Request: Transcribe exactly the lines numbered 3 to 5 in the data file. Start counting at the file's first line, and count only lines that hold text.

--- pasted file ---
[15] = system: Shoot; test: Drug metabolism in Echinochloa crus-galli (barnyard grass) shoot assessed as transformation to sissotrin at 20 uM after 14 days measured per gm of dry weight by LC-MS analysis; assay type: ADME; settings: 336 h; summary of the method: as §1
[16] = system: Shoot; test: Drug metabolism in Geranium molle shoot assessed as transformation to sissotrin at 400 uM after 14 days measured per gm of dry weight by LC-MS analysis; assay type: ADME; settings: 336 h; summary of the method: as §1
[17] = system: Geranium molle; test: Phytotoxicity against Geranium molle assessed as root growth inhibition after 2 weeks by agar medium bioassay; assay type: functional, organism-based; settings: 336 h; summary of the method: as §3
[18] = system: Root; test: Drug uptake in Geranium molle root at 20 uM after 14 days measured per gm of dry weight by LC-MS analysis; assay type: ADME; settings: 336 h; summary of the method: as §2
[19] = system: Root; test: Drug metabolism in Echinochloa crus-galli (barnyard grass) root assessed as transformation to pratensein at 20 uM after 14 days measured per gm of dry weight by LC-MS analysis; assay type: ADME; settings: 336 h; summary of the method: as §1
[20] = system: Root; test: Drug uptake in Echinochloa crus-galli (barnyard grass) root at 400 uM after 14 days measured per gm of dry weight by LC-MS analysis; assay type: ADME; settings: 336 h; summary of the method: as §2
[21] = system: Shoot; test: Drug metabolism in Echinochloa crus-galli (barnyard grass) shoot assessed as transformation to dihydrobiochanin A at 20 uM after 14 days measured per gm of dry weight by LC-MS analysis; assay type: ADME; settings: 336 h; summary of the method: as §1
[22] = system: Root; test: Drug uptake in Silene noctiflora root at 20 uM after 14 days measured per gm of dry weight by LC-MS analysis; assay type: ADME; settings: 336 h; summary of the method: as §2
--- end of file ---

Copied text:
[17] = system: Geranium molle; test: Phytotoxicity against Geranium molle assessed as root growth inhibition after 2 weeks by agar medium bioassay; assay type: functional, organism-based; settings: 336 h; summary of the method: as §3
[18] = system: Root; test: Drug uptake in Geranium molle root at 20 uM after 14 days measured per gm of dry weight by LC-MS analysis; assay type: ADME; settings: 336 h; summary of the method: as §2
[19] = system: Root; test: Drug metabolism in Echinochloa crus-galli (barnyard grass) root assessed as transformation to pratensein at 20 uM after 14 days measured per gm of dry weight by LC-MS analysis; assay type: ADME; settings: 336 h; summary of the method: as §1